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Peter Hide

Post #1231 • September 17, 2008, 11:48 AM • 14 Comments

Edmonton, AB - The talented lads at Common Sense, after considerable physical and administrative labors, installed five large Peter Hide sculptures into the courtyard of the Royal Alberta Museum. We went up to see them together, and we had the kind of discussion about them that you can only have about excellent art - admiring the workmanship, debating what details could stand improvement, and otherwise basking in the glow of artistic achievement. Hide brings a certain playfulness to a loyally abstract effort, which comes through even when rendered in steel by the ton, making the heavy plate dance and hover aloft. And like any good modernist, he brings the best forward. After Michelangelo comes out of his viewing of the reclining tomb figures in Rome, and Malevich Extended riffs on Suprematist circles and rectangles in a manner entirely becoming his medium. Art objects get a particular look when the artist reworks them via a drawing stage. This is Hide's practice, and it results in areas, often entire works, that affect the hackles like good music.

Photos available at Studiosavant because my Internet connection blows this morning.




September 17, 2008, 10:00 AM

Hide is one of the best sculptors alive, no doubt about it.



September 17, 2008, 10:05 AM

Any of these sitting on the roof of the Met would make Koon's work look like a bunch of balloon animals by comparison...


that guy

September 17, 2008, 10:14 AM

Great muscle! Kind of like Ralph Provisero on a cocaine steroid cocktail. "Malevich Extended" is best me thinks.



September 17, 2008, 11:04 AM

Peter Hide is a thug.

It is remarkable to view his work in company with other fair to middling stuff. You just can't miss how good he really is.



September 17, 2008, 12:13 PM

In a word (somewhat sullied by the McCain campaign) Peter Hide is a maverick...



September 17, 2008, 12:24 PM

So why do you think that this exhibition was ignored?



September 17, 2008, 12:32 PM

Excellent stuff. I can see a basis for the perception of playfulness, even a certain sensuousness, but there is also a bracing quality to it, a sort of astringency without harshness. It seems very focused and sure of itself, so to speak, confident and forthright. He's rather better with form, per se, than someone like Serra, who's over-reliant on mammoth scale and more or less cowing the viewer into submission. I find this Hide work much more engaging, not to mention less overblown.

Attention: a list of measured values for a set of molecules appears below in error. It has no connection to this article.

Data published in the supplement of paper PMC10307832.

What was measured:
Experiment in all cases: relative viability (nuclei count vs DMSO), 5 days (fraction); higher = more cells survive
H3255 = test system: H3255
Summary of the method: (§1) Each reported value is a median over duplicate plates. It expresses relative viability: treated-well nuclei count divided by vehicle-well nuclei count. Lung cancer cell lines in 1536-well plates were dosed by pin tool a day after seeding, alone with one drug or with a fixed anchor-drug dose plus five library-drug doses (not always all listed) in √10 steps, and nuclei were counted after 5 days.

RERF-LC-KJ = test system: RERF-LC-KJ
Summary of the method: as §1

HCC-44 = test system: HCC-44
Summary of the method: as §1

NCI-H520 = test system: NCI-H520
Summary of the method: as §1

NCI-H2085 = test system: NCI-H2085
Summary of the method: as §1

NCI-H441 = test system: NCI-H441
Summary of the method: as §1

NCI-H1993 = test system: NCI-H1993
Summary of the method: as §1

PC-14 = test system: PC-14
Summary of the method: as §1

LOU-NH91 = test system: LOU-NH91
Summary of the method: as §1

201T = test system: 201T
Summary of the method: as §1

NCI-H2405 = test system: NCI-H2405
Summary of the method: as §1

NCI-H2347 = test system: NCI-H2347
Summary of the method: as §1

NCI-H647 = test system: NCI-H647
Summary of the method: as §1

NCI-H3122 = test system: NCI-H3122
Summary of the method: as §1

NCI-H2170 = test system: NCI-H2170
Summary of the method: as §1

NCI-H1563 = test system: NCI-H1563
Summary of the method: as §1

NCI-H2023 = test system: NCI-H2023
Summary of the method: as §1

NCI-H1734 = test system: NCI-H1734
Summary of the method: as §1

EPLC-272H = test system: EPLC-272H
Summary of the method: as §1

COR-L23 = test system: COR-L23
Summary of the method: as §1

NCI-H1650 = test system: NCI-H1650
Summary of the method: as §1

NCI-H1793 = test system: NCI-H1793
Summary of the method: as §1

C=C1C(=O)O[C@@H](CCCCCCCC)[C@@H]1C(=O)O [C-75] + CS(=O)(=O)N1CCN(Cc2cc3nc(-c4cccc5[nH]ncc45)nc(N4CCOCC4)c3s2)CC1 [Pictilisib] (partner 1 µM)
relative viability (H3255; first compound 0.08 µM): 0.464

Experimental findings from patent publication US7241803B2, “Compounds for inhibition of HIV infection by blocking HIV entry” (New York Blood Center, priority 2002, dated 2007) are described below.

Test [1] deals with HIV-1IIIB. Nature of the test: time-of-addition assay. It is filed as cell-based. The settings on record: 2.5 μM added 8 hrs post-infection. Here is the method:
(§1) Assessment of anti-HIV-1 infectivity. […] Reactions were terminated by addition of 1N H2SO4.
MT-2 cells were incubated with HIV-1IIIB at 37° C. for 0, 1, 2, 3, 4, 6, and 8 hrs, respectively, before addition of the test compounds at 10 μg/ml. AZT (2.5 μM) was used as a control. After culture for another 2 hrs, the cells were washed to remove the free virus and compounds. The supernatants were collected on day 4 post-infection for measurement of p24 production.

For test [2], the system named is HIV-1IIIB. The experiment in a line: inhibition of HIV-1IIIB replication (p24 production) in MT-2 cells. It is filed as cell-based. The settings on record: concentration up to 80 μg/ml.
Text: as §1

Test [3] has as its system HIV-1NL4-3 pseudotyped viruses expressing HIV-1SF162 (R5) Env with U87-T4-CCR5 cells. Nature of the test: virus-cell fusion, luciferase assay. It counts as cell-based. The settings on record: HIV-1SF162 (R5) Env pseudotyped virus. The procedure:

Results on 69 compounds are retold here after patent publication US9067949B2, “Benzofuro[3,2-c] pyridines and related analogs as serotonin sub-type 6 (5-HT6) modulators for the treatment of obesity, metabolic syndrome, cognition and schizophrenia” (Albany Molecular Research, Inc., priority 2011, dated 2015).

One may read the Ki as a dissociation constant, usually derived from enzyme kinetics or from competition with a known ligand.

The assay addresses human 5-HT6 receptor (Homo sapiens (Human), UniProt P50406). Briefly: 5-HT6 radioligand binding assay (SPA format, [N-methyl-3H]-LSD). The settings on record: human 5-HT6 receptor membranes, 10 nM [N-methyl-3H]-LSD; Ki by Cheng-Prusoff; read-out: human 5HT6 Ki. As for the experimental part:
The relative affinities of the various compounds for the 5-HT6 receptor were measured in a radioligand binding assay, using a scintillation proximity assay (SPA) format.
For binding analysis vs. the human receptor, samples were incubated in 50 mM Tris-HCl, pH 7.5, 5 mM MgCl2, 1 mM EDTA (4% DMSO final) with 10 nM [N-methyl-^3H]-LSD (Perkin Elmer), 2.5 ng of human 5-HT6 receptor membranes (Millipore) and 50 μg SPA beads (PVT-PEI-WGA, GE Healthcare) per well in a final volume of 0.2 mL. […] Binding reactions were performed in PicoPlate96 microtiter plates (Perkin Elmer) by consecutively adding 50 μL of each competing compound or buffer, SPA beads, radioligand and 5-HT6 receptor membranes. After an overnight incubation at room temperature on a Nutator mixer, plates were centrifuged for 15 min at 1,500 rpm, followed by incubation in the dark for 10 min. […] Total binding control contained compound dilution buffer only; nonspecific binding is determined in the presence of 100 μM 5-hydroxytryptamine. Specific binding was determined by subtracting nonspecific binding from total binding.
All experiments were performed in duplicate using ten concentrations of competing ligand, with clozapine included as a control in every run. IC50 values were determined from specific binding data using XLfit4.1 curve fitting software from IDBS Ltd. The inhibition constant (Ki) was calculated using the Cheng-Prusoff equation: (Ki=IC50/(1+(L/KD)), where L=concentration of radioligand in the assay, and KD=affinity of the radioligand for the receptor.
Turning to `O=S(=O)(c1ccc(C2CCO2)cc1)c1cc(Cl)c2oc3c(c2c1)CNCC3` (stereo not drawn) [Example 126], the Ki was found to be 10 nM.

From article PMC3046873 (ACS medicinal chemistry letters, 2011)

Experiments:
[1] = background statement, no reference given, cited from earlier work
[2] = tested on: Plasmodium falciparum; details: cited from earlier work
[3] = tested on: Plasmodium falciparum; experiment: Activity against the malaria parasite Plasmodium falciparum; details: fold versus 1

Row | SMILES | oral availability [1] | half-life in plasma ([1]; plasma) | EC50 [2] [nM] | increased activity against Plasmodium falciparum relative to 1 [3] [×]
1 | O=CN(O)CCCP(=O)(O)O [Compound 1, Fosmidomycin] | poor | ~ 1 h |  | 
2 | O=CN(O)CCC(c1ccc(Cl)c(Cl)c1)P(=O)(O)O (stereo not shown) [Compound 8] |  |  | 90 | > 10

September 17, 2008, 12:53 PM

talented lads

Coming from someone who's into his 5th-decade, thank you very much.

my Internet connection blows

Doesn't your onlineRVdoodad work from the middle of a cornfield? Maybe it needs to be 8 miles from a crop-circle.


Chris Rywalt

September 17, 2008, 4:15 PM

Jack, the QEII is less overblown than Serra.



September 17, 2008, 4:47 PM

Art objects get a particular look when the artist reworks them via a drawing stage.

Although I think I understand what you're getting at, I'd be interested to hear where you've come across this phenomena before, Franklin. Also, what specific kind of drawing are you talking about, because almost every time an artist touches a sculpture it is a redrawing of its contours.



September 17, 2008, 4:57 PM

Yes, Chris, but I'm trying to be, um, more compassionate and stuff. I'm told that's very in now. Or maybe it was a couple of years ago, but better late than never. That's why I didn't say anything about the (attributed to) Hirst spin thingie, or whatever it's called. I mean, if some people need to be told Hirst is a cynical clown who happens to be laughing all the way to the bank, I'm afraid they're probably beyond help anyway.



September 17, 2008, 8:18 PM

This should have read...

It is remarkable to view his work in company with other more
fair to middling stuff. You just can't miss how good he really is.

Hide is definitely not fair to middling.



September 17, 2008, 8:57 PM

Your meaning was clear enough, dude.

'Astringent' is an interesting word to describe a Hide sculpture. Last year I took a shot at describing the effect or impression his work made on me - I used 'acute'. After Michaelangelo and Equus can both be seen in one of the photos at that post.



September 18, 2008, 5:32 PM

My pick for Best In Show is After Michaelangelo, which I like even better from the back view.

Related to his 'astringency', I keep thinking of the word 'tight' as a good descriptor, like well-played improvisational jazz, made solid.



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